Linux May Gain Protection Against Hyper-Threading Attacks

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Oracle security researchers have been working on security feature for Linux kernels that could protect Linux-based systems against attacks that affect Intel’s Hyper-Threading (HT) feature. Multiple side-channel threats the feature's vulnerable against, including L1TF/Foreshadow and the MDS attacks, have been revealed over the past few months.

The Oracle developers didn't specify whether or not the recent MDS attacks against Intel’s HT would also be mitigated through its Kernel Address Space Isolation (KASI), only that it will protect against L1TF/Foreshadow. Other side-channel attacks seem to be up for debate, as any extra isolation being introduced into the kernel could potentially impact the performance of Linux systems.

Kernel Address Space Isolation

The Oracle team first proposed the Kernel-based Virtual Machine (KVM) Address Space Isolation solution in order to isolate the KVM’s address space from the rest of the kernel, as well as the user space. However, the team has now released an experimental version 2 of the feature redesigned as a framework. That means all sorts of kernel-level applications can isolate their address spaces.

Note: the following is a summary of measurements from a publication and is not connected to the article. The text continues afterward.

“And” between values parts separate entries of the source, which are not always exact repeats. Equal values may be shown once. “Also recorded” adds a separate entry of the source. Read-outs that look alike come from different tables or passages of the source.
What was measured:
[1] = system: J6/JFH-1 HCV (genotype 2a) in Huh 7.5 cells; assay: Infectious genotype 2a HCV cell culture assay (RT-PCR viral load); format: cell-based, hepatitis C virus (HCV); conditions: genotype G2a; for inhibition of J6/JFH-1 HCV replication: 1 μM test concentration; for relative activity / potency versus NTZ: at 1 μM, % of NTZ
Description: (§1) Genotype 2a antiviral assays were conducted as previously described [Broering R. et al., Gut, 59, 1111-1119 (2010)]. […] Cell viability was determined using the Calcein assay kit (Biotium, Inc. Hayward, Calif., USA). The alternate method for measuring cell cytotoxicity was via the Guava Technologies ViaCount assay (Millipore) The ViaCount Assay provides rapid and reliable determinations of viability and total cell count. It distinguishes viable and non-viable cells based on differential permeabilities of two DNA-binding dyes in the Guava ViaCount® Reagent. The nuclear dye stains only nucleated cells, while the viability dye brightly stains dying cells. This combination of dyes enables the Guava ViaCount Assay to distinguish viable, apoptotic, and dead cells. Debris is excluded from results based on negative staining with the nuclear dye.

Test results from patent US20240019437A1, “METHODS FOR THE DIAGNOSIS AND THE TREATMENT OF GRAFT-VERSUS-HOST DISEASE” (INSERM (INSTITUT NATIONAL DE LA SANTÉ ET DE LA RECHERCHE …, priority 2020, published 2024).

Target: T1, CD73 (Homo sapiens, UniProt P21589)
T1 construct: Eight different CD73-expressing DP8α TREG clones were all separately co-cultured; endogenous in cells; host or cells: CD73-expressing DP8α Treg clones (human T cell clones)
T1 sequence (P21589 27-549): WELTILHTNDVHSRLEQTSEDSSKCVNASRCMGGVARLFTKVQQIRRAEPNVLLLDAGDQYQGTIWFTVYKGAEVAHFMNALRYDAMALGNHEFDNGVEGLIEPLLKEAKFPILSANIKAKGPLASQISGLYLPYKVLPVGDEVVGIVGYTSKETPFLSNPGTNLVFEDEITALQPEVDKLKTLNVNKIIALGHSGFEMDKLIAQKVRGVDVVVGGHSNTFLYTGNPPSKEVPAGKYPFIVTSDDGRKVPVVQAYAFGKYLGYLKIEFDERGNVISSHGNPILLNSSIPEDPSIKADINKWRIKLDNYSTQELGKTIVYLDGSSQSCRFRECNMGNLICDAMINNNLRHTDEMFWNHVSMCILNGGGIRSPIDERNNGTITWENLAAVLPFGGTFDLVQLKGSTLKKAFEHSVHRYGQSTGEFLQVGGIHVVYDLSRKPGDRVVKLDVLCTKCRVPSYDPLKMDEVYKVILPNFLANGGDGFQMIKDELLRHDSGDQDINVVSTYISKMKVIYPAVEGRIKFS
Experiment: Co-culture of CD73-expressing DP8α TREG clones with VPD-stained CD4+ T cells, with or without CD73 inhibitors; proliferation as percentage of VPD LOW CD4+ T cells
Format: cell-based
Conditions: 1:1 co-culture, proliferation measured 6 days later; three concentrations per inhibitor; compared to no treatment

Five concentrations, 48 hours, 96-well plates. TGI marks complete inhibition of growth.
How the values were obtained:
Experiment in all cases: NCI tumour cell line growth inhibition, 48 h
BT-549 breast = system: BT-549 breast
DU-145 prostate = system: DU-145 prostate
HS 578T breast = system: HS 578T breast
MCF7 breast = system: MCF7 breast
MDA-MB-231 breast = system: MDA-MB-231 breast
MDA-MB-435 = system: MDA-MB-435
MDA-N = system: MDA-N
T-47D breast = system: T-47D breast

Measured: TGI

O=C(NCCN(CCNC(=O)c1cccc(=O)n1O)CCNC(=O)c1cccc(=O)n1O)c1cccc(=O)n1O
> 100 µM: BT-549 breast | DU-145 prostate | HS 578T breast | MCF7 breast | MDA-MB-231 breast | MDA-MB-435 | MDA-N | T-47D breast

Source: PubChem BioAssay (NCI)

The researchers also renamed the feature from KVM Address Space Isolation to KASI. The code is still a proof of concept, but it’s already said to be more stable than the first version of the mitigation feature. 

They're now looking for suggestions on how to improve the feature before they attempt to merge it into an official release of the Linux kernel.

Intel Hyper-Threading Security Vulnerabilities

Last year, two major side-channel attacks were exposed against Intel’s HT CPU feature, TLBleed and L1TF/Foreshadow.

When TLBleed was first unveiled to the public, Theo de Raadt, founder of OpenBSD (an open-source, security-focused operating system), announced that HT would be disabled on OpenBSD systems. The OpenBSD founder also warned that more HT vulnerabilities are likely to appear in the near future. A couple of months later, the L1TF/Foreshadow flaw was also revealed, and the OpenBSD founder started encouraging everyone to disable Intel’s HT. 

However, it wasn’t until the MDS side-channel attacks appeared that Google and Apple started taking the advice seriously. Google disabled HT on Chromebooks, but stopped at recommending the disabling of HT as an additional security measure against the MDS attacks. Even Intel admitted that some customers should consider disabling HT on their systems. 

Lucian Armasu
Lucian Armasu is a Contributing Writer for Tom's Hardware US. He covers software news and the issues surrounding privacy and security.
  • jhansonxi
    If only we had an alternative x86-compatible CPU…
  • bit_user
    jhansonxi said:
    If only we had an alternative x86-compatible CPU…
    Depending on how paranoid you are, you might not trust any vendor (and I'm not just talking about x86, here) to get it 100% right.

    That said, Intel clearly has had more than their share of security issues.